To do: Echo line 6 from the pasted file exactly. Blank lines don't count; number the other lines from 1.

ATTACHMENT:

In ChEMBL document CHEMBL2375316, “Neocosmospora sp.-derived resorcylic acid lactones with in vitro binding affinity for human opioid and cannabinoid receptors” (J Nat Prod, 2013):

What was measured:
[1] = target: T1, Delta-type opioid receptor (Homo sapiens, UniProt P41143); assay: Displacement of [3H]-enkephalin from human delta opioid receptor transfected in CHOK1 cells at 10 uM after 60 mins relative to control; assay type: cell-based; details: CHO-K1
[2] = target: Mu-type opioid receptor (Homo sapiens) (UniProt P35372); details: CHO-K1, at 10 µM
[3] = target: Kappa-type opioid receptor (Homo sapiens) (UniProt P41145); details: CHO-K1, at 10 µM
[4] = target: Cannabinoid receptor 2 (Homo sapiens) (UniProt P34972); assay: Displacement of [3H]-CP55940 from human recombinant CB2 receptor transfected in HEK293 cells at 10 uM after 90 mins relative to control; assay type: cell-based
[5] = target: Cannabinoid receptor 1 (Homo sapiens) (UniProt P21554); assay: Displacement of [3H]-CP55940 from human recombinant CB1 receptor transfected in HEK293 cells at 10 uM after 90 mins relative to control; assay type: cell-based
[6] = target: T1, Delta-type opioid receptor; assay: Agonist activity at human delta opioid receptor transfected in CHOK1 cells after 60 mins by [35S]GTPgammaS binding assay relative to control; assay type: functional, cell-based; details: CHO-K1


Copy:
[4] = target: Cannabinoid receptor 2 (Homo sapiens) (UniProt P34972); assay: Displacement of [3H]-CP55940 from human recombinant CB2 receptor transfected in HEK293 cells at 10 uM after 90 mins relative to control; assay type: cell-based